The Send Network Church Planting Blog

Restoration of the fallen: When?

January 10, 2018 by Ryan McCammack

“I need to tell you something.” These are words no pastor or ministry leader enjoys hearing, because they are usually followed by a heartbreaking story of failure and hurt. So when a staff member, lay leader, or ministry volunteer drifts from the Lord into a pattern of sin, how does a wise church leader help them pick up the pieces and move forward?

Part of what makes restoration a tricky business is that it is not one-dimensional — that is, a biblical view of restoration has layers. What makes this even more challenging is that some of these layers seem almost paradoxical.

For instance, consider this question: “Is restoration an event or a process?” I think the answer is “Yes,” and that’s not just an attempt to be clever or witty. Rather it’s an acknowledgment that biblical restoration is in a sense both an event and a process.

Restoration as an event

When a brother or sister who has fallen first confesses sin and seeks forgiveness, the Bible makes it plain that because of Jesus, the Father is “faithful and just” to “forgive” and “cleanse” (1 John 1:9). What is more, in Matthew 18 when Jesus outlines the steps for restoring a wayward believer, he tells us “if he listens to you, you have gained your brother.” In this sense, restoration happens in an instant.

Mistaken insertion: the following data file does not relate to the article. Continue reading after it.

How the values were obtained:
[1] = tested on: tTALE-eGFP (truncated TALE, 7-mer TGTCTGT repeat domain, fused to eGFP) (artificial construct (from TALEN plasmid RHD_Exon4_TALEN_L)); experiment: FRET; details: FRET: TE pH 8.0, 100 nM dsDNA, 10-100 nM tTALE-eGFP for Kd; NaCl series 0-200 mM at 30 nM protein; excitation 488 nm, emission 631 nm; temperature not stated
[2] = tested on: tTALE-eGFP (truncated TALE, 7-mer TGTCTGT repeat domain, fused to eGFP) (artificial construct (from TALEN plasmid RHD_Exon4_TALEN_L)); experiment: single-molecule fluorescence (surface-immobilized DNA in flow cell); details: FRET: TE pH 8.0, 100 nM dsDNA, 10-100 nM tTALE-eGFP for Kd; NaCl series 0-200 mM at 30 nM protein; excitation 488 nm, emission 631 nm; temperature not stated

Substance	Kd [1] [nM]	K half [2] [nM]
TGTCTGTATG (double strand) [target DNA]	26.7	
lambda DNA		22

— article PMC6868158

When confession is made, forgiveness is extended and a right relationship with God and fellow believers is restored.

Like the prodigal who was joyfully received by his Father, believers who have fallen do not need to clean up their act before they can enjoy the grace of forgiveness.

But this is not the whole story.

Restoration as a process

Although confession and forgiveness clear away the obstacles that hinder fellowship and open a pathway forward, real restoration typically requires more than an initial conversation.

As John the Baptist prepared the way for Jesus, he called people to “produce fruit in keeping with repentance” and then proceeded to give numerous examples of what this fruit would look like in individuals’ lives (Matt. 3:8). In John’s mind, repentance was far more than just words; it was demonstrated by consistent action.

Add to this the fact that the qualifications for church leadership spelled out in 1 Timothy and Titus are character traits that can only be observed over time, and the implication seems clear. Restoration to leadership is a process.

Although every situation is unique and there is no set timetable for restoration laid out in Scripture, I think Spurgeon’s counsel on this matter is wise, when he suggested in "Lectures to My Students" that no one should be restored to ministry “until his repentance was as notorious as his sin.”

Restoration is by no means easy, but embracing a vision of restoration that is both an event and a process allows those who have fallen to experience God’s immediate forgiving grace and His constant transforming grace.

So the next time you hear those difficult words, “I need to tell you something,” yes, by all means grieve and mourn at the heartbreak. But also take heart that in this bleak situation God can show his multi-faceted grace in unique and powerful ways.

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